The Tommyhawks on finding yourself, leaving their music up to interpretation and their upcoming tour

Bedroom, the latest track from Perth indie rockers The Tommyhawks,radiates an intriguing vibe,exploring the transition from childhood to adulthood and how identity is constantly evolving within those stages.

Vocalist Addison Axe discusses the expectations placed upon adolescents to have themselves all figured out by the time they finish high school. 
“There’s this expectation that by the time you leave high school, you’re going to know who you are and what you want to do with your life,” she says. “But in reality for most people, working out who you are is a lifelong journey.
“The song Bedroom is about that journey from childhood to adulthood and all the places in between, and the fact that you’re never really one thing or the other but always changing, and that’s okay.
“Accepting that you’re always going to change is where you actually find out who you are, rather than putting on all the pressure that we experience, whether it’s through society or our peers or our families, so you have your shit figured out.
“In some ways, I hope I never figure my shit out because that’s part of the exciting thing about life isn’t it?” she says.
Axe also details her songwriting process, contemplating the journey that she makes with each song she writes.
“Without sounding too pretentious, I’ve got no idea what the listener would think, because it’s like a diary entry,” she says. “In a way when you write, it’s not necessarily intended for anyone to hear.
“Then that journey as a musician is to bear your soul and put it out there to the world. What people think is what they’ll think.
“The cool thing about songs – and this is both as a music fan and as a writer – is when you experience someone else’s song, you experience it with your own approach,” she continues. “I might listen to a famous song and have a completely different picture or visual image or idea of what it’s about than you would. That’s what makes it so magical; it is per every single person, if you leave it open enough then it becomes personal to everyone who hears it.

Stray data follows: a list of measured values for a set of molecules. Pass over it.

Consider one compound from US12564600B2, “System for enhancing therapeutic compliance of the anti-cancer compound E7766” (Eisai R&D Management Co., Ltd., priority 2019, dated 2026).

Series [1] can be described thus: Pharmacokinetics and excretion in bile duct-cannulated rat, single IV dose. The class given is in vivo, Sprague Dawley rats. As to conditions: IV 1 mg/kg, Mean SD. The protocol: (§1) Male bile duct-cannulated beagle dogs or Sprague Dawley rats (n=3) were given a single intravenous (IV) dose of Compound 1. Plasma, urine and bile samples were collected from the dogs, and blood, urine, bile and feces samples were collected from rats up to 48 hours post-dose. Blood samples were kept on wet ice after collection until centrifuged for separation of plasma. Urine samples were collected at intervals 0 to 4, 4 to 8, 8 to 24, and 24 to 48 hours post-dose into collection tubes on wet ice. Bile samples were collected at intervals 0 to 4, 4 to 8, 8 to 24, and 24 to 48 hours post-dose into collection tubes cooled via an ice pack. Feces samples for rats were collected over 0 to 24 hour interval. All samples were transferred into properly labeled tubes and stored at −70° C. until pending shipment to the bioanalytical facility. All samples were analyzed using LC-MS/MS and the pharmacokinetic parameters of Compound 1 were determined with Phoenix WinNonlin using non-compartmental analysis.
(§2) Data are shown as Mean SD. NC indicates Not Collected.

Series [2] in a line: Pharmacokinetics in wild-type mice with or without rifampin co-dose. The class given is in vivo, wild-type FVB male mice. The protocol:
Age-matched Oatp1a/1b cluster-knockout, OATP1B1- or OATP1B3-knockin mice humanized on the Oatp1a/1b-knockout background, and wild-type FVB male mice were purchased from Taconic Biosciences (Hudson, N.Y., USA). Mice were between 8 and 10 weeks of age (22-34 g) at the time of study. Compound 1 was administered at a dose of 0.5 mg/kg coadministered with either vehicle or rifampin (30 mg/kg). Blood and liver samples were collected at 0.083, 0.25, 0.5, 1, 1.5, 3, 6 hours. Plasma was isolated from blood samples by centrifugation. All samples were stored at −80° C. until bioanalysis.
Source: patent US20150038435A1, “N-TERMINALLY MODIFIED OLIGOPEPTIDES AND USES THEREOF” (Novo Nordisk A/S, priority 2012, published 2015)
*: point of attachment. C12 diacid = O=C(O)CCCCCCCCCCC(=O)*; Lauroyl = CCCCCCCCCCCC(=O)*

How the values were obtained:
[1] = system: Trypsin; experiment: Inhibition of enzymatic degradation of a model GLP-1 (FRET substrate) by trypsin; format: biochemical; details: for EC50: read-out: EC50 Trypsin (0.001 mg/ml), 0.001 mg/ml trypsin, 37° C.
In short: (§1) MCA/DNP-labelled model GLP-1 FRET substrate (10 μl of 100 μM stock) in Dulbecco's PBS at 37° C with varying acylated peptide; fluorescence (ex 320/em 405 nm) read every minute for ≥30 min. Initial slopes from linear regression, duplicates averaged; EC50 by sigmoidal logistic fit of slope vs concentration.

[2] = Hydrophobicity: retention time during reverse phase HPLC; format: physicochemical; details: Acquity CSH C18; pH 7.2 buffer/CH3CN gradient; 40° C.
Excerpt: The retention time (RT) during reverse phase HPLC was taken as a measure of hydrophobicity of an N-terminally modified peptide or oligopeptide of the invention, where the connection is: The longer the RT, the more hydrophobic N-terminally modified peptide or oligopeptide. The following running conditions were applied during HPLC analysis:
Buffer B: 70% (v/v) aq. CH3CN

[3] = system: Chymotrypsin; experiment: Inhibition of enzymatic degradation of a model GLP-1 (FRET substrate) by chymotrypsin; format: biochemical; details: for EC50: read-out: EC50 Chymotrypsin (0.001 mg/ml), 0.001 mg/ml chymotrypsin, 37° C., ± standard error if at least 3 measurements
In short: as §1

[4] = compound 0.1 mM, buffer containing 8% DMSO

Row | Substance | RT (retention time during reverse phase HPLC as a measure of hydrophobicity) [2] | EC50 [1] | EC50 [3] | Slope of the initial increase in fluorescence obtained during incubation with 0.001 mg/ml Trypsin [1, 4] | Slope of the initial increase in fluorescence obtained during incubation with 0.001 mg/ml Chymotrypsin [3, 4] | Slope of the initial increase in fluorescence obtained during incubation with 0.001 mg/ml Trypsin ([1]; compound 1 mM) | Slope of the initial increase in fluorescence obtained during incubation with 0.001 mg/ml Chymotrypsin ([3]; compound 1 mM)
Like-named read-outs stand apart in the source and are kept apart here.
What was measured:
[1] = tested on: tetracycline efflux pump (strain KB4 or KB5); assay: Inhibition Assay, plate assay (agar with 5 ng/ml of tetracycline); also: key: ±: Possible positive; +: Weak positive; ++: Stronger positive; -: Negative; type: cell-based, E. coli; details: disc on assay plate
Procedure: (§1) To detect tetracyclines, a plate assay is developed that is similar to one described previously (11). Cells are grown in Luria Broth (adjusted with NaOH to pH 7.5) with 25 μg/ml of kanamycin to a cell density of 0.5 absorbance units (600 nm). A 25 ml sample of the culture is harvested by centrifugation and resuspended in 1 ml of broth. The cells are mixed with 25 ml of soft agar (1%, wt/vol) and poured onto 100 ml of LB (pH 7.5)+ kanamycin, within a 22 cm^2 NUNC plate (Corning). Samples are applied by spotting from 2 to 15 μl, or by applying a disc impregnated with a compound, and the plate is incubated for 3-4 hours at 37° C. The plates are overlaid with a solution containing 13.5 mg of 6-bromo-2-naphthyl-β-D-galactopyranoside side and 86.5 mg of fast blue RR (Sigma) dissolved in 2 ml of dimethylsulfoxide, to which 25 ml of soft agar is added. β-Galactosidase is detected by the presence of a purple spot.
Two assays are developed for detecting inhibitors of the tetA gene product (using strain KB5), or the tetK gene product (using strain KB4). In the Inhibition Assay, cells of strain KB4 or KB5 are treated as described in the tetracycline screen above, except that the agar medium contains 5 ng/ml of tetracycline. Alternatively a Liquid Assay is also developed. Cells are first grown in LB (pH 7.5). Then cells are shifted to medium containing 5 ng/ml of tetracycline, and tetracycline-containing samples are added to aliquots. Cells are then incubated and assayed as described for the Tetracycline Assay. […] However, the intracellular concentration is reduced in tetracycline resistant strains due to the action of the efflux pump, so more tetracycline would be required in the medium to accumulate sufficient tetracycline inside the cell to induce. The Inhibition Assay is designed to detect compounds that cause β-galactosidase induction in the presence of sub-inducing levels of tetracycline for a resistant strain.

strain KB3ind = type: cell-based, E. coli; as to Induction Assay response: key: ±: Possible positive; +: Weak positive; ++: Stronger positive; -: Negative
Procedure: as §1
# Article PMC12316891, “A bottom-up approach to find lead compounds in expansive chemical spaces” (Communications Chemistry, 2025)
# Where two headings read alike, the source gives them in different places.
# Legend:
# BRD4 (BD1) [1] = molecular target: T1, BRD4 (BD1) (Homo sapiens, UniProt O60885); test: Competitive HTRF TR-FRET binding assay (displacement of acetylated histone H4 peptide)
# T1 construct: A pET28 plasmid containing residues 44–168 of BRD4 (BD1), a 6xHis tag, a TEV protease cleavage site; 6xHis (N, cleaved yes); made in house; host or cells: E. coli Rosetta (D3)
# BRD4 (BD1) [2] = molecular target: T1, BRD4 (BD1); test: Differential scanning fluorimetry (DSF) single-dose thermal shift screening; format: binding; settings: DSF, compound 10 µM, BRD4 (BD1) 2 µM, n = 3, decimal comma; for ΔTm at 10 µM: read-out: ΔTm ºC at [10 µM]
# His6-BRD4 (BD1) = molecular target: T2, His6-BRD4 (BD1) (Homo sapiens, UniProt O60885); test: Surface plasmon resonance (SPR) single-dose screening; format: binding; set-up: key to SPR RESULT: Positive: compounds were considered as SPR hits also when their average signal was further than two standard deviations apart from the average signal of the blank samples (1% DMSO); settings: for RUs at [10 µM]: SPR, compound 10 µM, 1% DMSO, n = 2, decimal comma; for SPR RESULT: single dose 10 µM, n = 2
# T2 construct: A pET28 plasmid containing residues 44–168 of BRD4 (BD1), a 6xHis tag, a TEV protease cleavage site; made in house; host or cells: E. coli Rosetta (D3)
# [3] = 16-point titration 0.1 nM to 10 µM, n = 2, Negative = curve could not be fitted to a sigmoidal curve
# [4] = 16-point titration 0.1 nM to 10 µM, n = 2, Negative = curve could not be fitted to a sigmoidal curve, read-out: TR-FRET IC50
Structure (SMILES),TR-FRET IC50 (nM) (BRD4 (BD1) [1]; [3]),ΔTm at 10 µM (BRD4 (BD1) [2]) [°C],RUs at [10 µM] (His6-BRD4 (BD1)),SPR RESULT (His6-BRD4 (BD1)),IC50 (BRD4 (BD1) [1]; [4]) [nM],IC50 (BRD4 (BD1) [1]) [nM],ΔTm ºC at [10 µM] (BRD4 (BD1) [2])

Axe is excited about the upcoming national tour, and she’s mostly looking forward to being on the road with her band because they’re all best friends.
“We have a real sisterhood thing going on, it’s the best fun ever,” she says. “You go into this different bubble, where real life is not real and this weird alternative reality takes over and there’s nothing quite like it. That’s what I’m so excited about.
“Every show becomes a story, no matter whether it’s the best show ever, or the sort of gig that makes you never ever want to do another show; it’s all part of the rich tapestry of life.”
As for The Tommyhawks’ future goals, they’ve already scheduled their third EP to be coming out in July, and they’ve also started working on a full album.
“The aim is to start recording a full-length album by the end of the year, which is quite exciting because we haven’t done that before,” Axe says. “I’m hoping that everything that we’ve done so far to make the EP is going to pay off, because we really found ourselves through that process and got to know each other both as people and as musicians.
“I think the album will be like next level in terms of us as a band. The EPs have been the sketches and the album will be the full painting.”
By Christine Tsimbis

The Tommyhawks will perform at Meatstock Fest, Melbourne Showgrounds on Saturday April 22 and John Curtin Hotel on Sunday April 23.